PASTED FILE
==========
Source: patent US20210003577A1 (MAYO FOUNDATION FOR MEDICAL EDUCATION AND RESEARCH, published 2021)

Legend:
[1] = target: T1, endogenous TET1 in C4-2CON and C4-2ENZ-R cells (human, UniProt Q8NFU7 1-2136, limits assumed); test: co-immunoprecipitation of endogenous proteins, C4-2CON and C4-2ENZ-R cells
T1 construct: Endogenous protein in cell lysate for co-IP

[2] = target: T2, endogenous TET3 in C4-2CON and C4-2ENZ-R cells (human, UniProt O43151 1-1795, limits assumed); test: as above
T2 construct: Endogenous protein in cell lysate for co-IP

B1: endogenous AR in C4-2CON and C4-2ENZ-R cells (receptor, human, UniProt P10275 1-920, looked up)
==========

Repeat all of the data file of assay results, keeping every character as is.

Source: patent US20210003577A1 (MAYO FOUNDATION FOR MEDICAL EDUCATION AND RESEARCH, published 2021)

Legend:
[1] = target: T1, endogenous TET1 in C4-2CON and C4-2ENZ-R cells (human, UniProt Q8NFU7 1-2136, limits assumed); test: co-immunoprecipitation of endogenous proteins, C4-2CON and C4-2ENZ-R cells
T1 construct: Endogenous protein in cell lysate for co-IP

[2] = target: T2, endogenous TET3 in C4-2CON and C4-2ENZ-R cells (human, UniProt O43151 1-1795, limits assumed); test: as above
T2 construct: Endogenous protein in cell lysate for co-IP

B1: endogenous AR in C4-2CON and C4-2ENZ-R cells (receptor, human, UniProt P10275 1-920, looked up)